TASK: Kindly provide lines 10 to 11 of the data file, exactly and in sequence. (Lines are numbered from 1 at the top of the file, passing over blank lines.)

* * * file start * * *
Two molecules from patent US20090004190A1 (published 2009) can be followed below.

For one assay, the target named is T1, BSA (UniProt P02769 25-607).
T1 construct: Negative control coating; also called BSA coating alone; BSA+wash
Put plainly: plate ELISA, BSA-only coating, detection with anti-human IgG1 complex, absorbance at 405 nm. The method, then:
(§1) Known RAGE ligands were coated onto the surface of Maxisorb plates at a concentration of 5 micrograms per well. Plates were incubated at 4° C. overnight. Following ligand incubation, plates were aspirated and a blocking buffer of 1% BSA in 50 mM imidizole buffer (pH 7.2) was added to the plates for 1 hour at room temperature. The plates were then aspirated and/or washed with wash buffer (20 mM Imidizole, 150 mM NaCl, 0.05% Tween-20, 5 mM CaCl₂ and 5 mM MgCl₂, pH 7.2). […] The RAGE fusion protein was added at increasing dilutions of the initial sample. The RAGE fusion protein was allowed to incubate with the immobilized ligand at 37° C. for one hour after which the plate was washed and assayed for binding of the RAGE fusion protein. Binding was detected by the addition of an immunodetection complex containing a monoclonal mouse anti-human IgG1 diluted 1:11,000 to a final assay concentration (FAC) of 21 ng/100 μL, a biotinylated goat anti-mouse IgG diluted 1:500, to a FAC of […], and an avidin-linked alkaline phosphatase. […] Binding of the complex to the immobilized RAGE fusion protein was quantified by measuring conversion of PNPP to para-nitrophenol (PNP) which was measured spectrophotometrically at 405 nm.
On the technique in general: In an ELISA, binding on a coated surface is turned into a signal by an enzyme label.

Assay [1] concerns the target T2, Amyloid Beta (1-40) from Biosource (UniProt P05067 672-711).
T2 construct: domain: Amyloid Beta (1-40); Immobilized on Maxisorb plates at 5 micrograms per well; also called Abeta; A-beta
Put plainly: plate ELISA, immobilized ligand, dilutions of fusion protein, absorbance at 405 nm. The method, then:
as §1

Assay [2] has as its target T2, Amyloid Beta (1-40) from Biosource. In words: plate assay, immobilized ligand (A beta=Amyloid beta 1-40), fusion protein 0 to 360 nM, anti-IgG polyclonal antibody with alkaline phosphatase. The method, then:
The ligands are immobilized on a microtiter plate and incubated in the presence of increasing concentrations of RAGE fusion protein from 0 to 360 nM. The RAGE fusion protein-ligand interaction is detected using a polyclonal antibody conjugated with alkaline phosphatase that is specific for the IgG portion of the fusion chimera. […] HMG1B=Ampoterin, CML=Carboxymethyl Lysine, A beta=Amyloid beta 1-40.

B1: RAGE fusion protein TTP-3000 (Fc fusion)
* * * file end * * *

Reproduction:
as §1

Assay [2] has as its target T2, Amyloid Beta (1-40) from Biosource. In words: plate assay, immobilized ligand (A beta=Amyloid beta 1-40), fusion protein 0 to 360 nM, anti-IgG polyclonal antibody with alkaline phosphatase. The method, then: